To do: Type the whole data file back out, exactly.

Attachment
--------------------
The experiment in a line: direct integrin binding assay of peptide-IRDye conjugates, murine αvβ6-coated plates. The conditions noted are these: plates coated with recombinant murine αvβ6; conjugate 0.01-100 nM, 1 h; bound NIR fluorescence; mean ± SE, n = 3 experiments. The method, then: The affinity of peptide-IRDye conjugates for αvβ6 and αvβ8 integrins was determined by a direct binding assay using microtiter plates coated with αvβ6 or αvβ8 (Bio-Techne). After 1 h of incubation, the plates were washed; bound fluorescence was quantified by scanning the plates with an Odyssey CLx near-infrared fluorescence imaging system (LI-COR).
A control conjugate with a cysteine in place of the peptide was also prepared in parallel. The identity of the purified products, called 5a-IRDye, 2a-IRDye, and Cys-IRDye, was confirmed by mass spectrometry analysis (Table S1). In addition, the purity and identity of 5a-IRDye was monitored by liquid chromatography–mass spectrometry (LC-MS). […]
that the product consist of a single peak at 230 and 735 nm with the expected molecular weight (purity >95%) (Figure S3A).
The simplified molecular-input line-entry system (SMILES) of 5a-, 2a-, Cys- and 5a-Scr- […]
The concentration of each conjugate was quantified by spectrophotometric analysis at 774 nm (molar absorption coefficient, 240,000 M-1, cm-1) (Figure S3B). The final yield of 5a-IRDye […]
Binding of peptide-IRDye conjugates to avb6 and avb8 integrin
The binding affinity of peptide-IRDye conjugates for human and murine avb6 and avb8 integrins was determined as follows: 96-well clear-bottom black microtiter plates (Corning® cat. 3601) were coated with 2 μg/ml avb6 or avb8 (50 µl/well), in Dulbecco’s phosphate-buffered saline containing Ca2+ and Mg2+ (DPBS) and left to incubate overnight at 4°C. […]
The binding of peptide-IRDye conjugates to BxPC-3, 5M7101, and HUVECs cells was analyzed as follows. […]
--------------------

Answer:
The experiment in a line: direct integrin binding assay of peptide-IRDye conjugates, murine αvβ6-coated plates. The conditions noted are these: plates coated with recombinant murine αvβ6; conjugate 0.01-100 nM, 1 h; bound NIR fluorescence; mean ± SE, n = 3 experiments. The method, then: The affinity of peptide-IRDye conjugates for αvβ6 and αvβ8 integrins was determined by a direct binding assay using microtiter plates coated with αvβ6 or αvβ8 (Bio-Techne). After 1 h of incubation, the plates were washed; bound fluorescence was quantified by scanning the plates with an Odyssey CLx near-infrared fluorescence imaging system (LI-COR).
A control conjugate with a cysteine in place of the peptide was also prepared in parallel. The identity of the purified products, called 5a-IRDye, 2a-IRDye, and Cys-IRDye, was confirmed by mass spectrometry analysis (Table S1). In addition, the purity and identity of 5a-IRDye was monitored by liquid chromatography–mass spectrometry (LC-MS). […]
that the product consist of a single peak at 230 and 735 nm with the expected molecular weight (purity >95%) (Figure S3A).
The simplified molecular-input line-entry system (SMILES) of 5a-, 2a-, Cys- and 5a-Scr- […]
The concentration of each conjugate was quantified by spectrophotometric analysis at 774 nm (molar absorption coefficient, 240,000 M-1, cm-1) (Figure S3B). The final yield of 5a-IRDye […]
Binding of peptide-IRDye conjugates to avb6 and avb8 integrin
The binding affinity of peptide-IRDye conjugates for human and murine avb6 and avb8 integrins was determined as follows: 96-well clear-bottom black microtiter plates (Corning® cat. 3601) were coated with 2 μg/ml avb6 or avb8 (50 µl/well), in Dulbecco’s phosphate-buffered saline containing Ca2+ and Mg2+ (DPBS) and left to incubate overnight at 4°C. […]
The binding of peptide-IRDye conjugates to BxPC-3, 5M7101, and HUVECs cells was analyzed as follows. […]